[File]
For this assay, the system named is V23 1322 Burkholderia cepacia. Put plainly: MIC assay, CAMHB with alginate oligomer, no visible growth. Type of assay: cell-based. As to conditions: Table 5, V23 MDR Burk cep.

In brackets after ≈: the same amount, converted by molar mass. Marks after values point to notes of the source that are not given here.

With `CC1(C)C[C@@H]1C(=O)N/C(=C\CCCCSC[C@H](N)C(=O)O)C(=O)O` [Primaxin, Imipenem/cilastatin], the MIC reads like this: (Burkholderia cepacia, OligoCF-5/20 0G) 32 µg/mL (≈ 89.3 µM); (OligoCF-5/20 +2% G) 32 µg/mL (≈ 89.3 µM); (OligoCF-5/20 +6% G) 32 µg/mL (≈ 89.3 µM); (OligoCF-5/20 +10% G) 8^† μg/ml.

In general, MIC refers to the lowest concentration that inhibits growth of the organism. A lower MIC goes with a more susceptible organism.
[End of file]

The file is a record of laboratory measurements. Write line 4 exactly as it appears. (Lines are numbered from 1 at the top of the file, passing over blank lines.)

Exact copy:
In general, MIC refers to the lowest concentration that inhibits growth of the organism. A lower MIC goes with a more susceptible organism.